New York, New York – one helluva town – home to some of the world’s most famous tourist attractions, parks, shops, music venues and art galleries and, in summer, swelteringly hot and full of non-New Yorkers. This summer though, while many things in the Big Apple will be as expected, there is one thing visitors won’t be able to experience and that’s the glory of the city’s Museum of Modern Art – one of the most prestigious and most visited art institutions in the world since it opened its doors eight decades ago.
That’s because MoMA will be in the final stages of its $400 million renovation and is undergoing a change that’s so radical that its board is willing to lose the millions in tourist revenue it would usually accrue in favour of making a concerted final push to unveil its new curatorial approach in October. As the New York Times reports, “The Picassos and Van Goghs will still be there, but the 40 000 square feet of additional space will allow MoMA to focus new attention on works by women, Latinos, Asians, African-Americans and other overlooked artists.”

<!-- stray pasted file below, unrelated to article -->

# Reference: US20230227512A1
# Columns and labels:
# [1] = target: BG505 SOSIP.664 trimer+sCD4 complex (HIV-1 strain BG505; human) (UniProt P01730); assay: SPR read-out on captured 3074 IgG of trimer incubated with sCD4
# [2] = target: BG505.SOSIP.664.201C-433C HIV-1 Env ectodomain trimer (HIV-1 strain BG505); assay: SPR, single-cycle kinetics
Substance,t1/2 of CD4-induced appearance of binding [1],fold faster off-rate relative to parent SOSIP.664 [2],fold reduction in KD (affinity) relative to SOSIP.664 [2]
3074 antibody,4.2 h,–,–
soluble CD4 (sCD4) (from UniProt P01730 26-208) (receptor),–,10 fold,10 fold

It’s taken MoMA some time but the museum’s recognition of a changing and more inclusive idea of modern art is to be welcomed and its expansion and new curatorial policies will recognise this. As museum director Glenn Lowry told The Times, “A new generation of curators is discovering the richness of what is in our collection, and there is great work being made around the world that we need to pay attention to … It means that the usual gets supplanted now by the unexpected.”